The Senate Judiciary Committee had few questions today for two of President Barack Obama's nominees for U.S. District Court for the Southern District of New York, signaling a potentially easy path to confirmation in the months ahead.
No Republican senators were present to question the two nominees, Paul Engelmayer and J. Paul Oetken, and the two Democrats in attendance called themselves strong supporters.
The nominees, along with a third district nominee, Ramona Manglona for the District of the Northern Mariana Islands, faced friendly questions from the Democrats about their experience and how they would transition to the federal bench.
Engelmayer, the head of the New York office of Wilmer Cutler Pickering Hale and Dorr, said a judge should be modest and listen to litigants. “The judge is not the center of attention. It is not the judge that parties come to court to see,” he said in response to a question from Sen. Chuck Schumer (D-N.Y).
Schumer, who recommended Engelmayer and Oetken to the White House, presided over the confirmation hearing. The part of the hearing dealing with the three district nominees lasted about 20 minutes.
Sen. Chris Coons (D-Del.) overlapped at Yale Law School with Oetken and praised the nominee’s legal skills. “My impression of you has always been that you’re someone with a searching intellect and incredible ability,” Coons said.
Oetken responded that Yale alumni are proud to have Coons, who won election in November, in the Senate. “I never expected that I would be on this side of the table from you,” said Oetken, who is senior vice president and associate general counsel at Cablevision Systems Corp.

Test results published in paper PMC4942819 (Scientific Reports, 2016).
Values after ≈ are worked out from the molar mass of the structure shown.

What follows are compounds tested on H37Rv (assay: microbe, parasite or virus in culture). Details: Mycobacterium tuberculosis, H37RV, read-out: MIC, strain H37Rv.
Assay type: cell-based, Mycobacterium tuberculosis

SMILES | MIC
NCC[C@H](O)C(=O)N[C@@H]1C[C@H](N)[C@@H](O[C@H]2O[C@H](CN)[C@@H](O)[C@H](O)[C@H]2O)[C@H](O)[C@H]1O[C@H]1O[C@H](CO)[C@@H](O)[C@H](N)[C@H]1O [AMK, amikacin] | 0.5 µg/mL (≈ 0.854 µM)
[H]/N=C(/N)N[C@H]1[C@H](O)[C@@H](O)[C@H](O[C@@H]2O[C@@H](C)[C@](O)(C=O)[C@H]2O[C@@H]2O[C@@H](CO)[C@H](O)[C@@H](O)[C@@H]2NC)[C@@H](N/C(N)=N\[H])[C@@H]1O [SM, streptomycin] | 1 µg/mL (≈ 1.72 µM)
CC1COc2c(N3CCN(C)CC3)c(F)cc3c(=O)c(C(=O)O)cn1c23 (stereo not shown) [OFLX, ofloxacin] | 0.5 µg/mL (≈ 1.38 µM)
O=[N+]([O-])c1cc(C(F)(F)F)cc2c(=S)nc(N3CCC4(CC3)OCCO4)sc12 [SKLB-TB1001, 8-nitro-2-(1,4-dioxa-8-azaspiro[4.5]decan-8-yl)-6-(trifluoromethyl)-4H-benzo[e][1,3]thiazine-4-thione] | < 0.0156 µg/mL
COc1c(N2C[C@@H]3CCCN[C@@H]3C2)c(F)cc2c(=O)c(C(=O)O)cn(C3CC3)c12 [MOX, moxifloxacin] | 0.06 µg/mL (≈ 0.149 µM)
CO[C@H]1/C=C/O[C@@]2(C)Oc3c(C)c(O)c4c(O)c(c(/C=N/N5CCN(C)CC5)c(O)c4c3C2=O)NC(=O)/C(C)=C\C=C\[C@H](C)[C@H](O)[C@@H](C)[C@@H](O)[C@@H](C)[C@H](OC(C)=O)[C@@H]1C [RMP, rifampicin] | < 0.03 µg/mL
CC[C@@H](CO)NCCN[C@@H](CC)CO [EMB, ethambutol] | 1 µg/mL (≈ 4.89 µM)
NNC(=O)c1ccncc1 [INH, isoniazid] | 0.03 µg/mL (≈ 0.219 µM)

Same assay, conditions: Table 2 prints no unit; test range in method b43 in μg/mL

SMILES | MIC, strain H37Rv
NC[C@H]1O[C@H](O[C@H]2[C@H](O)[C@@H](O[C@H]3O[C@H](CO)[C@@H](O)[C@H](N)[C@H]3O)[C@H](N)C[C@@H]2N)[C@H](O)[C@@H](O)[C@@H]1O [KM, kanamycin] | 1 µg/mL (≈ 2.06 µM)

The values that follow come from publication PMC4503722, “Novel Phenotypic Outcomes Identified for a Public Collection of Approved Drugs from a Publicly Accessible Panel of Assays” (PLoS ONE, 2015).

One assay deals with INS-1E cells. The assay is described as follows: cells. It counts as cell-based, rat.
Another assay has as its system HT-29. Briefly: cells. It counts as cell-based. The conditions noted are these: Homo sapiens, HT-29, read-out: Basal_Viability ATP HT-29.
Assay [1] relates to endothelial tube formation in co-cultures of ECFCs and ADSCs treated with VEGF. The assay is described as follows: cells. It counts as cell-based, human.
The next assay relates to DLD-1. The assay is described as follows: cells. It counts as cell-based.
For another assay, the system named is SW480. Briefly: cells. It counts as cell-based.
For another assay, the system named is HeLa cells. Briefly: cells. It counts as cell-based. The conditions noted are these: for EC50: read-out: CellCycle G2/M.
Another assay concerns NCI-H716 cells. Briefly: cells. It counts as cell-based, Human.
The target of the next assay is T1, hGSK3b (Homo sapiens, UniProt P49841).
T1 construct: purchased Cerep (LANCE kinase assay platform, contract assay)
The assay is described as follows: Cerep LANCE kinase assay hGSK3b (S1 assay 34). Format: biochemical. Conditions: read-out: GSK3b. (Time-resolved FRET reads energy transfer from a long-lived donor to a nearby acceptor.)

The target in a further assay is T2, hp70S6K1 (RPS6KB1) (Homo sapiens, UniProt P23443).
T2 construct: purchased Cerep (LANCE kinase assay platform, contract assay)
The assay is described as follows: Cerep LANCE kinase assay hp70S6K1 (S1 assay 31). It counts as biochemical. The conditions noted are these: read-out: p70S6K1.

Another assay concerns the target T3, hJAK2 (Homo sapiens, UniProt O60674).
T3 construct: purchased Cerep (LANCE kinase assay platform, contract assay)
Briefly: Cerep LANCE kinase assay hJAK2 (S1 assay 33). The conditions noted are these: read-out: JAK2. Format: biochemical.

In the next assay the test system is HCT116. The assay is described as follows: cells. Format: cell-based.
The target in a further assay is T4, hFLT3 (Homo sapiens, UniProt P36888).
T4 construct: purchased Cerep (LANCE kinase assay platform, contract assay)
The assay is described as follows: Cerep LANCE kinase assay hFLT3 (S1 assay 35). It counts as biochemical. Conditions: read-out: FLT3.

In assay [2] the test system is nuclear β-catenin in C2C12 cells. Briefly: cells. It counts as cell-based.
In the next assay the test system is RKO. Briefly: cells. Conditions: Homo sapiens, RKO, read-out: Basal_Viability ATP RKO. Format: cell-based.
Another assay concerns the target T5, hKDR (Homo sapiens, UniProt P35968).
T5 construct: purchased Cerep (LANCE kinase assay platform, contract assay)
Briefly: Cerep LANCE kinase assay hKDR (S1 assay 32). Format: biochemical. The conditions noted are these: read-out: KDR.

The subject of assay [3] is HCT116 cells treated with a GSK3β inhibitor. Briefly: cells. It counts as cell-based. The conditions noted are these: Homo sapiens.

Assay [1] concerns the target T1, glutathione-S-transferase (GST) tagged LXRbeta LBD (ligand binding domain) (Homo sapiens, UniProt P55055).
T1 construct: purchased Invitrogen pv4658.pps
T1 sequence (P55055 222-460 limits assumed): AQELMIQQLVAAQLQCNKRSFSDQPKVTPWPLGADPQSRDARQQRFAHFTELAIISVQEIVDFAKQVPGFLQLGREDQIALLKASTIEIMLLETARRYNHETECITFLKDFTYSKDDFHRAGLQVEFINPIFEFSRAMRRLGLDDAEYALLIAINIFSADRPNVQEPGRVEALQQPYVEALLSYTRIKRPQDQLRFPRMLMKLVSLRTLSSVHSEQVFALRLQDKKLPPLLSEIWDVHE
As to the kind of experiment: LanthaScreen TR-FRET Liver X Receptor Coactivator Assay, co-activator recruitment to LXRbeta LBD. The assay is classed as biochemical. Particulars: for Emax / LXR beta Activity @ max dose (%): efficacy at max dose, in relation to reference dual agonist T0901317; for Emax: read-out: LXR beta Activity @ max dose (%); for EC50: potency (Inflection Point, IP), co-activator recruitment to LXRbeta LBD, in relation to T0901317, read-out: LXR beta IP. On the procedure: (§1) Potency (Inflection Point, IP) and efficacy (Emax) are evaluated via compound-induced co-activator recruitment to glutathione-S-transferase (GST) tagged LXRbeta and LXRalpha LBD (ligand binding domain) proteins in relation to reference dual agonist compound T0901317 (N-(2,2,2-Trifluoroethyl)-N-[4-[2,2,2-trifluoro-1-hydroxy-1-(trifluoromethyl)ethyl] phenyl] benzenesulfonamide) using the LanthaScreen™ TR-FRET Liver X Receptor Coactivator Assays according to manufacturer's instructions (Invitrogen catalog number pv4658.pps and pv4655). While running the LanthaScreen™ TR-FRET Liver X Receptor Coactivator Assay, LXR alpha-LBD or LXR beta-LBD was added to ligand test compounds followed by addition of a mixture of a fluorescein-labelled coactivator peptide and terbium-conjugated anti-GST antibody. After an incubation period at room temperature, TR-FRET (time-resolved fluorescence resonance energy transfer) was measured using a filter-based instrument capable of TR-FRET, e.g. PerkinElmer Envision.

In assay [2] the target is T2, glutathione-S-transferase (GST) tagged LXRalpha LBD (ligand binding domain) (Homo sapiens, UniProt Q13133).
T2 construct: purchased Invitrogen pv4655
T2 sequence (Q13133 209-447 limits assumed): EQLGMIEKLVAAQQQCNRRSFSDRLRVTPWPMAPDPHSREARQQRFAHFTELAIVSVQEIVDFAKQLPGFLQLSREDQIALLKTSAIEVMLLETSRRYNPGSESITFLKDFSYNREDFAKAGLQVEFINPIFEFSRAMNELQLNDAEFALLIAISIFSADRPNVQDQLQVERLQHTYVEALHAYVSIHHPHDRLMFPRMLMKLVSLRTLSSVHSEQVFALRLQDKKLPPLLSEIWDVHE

In response to a question from Schumer, Oetken described managing an array litigation at Cablevision, an experience he said would be valuable in Manhattan federal court. “It’s allowed me to see, from the inside of a corporation, what legal life is like, what corporations face in the legal arena, what corporate boards face in the legal arena,” Oetken said.
If he gets senators’ approval, Oetken would make history as the first openly gay man confirmed to the federal bench. Coons appeared to allude to that fact, saying that Oetken’s confirmation would show that only legal-related qualifications should matter for judicial nominees.
Oetken had a role in Lawrence v. Texas, the major gay-rights case in which the Supreme Court in 2003 struck down state anti-sodomy laws. He co-wrote an amicus brief on behalf of the National Gay and Lesbian Law Association and several other organizations in support of the petitioners. Jenner & Block partner Paul Smith, who argued the Supreme Court case for the petitioners, was in the audience for today’s confirmation hearing.
Unless major opposition emerges, the Senate Judiciary Committee is likely to vote on the two nominees within a month.
A spokeswoman for Sen. Chuck Grassley (R-Iowa), the committee’s top Republican, said he could not be present to question the nominees because of a prior commitment to meet with a group of Iowa high school students. He has several days to submit questions in writing.
Both Oetken and Engelmayer are former Supreme Court clerks, for justices Harry Blackmun and Thurgood Marshall, respectively. Before joining Wilmer, Engelmayer was chief of the major crimes unit at the U.S. Attorney’s Office in the Southern District of New York and an assistant to the U.S. solicitor general in Washington. Oetken was an associate White House counsel in the Clinton administration and is a former Debevoise & Plimpton associate.
National Law Journal photos by Diego M. Radzinschi.